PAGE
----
Disney TV Casting Guru & Hoyt Bowers Award Honoree Sharon Klein Addresses Trends, Hollywood Contraction: “I Don’t Think Panic Needs To Ensue”

At tonight’s Artios Awards, Disney Entertainment TV’s Head of Casting Sharon Klein will receive The Hoyt Bowers Award for excellence in casting and outstanding contribution to the casting profession.

In her Disney Entertainment Television role, Klein leads the casting teams of 20th Television, 20th Television Animation, ABC Entertainment, ABC Signature, Disney Branded Television, Hulu Originals, Freeform, Onyx Collective and Walt Disney Television Alternative. She is responsible for the casting of all series and pilots, identifying talent for holding deals, and spearheading casting and talent strategy for the numerous entities now under her purview.

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“Sharon has assembled some of the most recognizable and memorable casts in the history of television and helped to launch the careers of many of the biggest stars today,” Dana Walden, Co-Chairman of Disney Entertainment, tells Deadline. “I’ve had the privilege of watching her apply her expertise and casting acumen to hundreds of our culture-defining shows for over two decades. There’s simply no one like her in this business – she is truly the talent behind the talent – and I am lucky and grateful to call her my colleague and one of my dearest friends.”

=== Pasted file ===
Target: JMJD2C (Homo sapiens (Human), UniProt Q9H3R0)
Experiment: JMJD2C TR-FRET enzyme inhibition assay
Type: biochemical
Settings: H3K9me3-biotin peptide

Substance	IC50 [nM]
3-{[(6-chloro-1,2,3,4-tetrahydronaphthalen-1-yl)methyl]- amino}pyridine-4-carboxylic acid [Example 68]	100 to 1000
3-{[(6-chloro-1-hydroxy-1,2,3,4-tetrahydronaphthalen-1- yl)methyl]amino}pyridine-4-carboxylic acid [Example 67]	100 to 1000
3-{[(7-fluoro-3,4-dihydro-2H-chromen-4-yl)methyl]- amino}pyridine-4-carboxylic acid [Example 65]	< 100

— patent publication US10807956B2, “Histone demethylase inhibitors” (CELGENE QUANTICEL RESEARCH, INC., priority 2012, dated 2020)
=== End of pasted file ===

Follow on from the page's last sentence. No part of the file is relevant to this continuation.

Here, Klein talks about how she got her start, contraction in Hollywood, and the trends in the casting business that may (or may not) be here to stay.

DEADLINE: When did you first catch the casting bug?

SHARON KLEIN: In the late eighties in New York. I was working as Gail Berman’s assistant, and Marcia Shulman, who was a friend of hers, asked to share office space while she was casting Pee-wee’s Playhouse. And then the third day she was looking around and said, ‘Sharon doesn’t seem to be doing much. Could I use her? ‘ I was a child. I was like, ‘sure.’ So that was my first assistant job. Flash forward 10 years. I was working on Love Letters, which was a live show in Beverly Hills. I was the producer’s assistant, and I shared an office with the casting director, Steven Fertig, and every week we would change cast members because they would come in on Sunday, rehearse Monday and Tuesday, and go up on Wednesday, Thursday through the weekend. We would sort of spitball pairings and ideas. When Love Letters ended and Steven got a sitcom to cast, he asked me to be his assistant.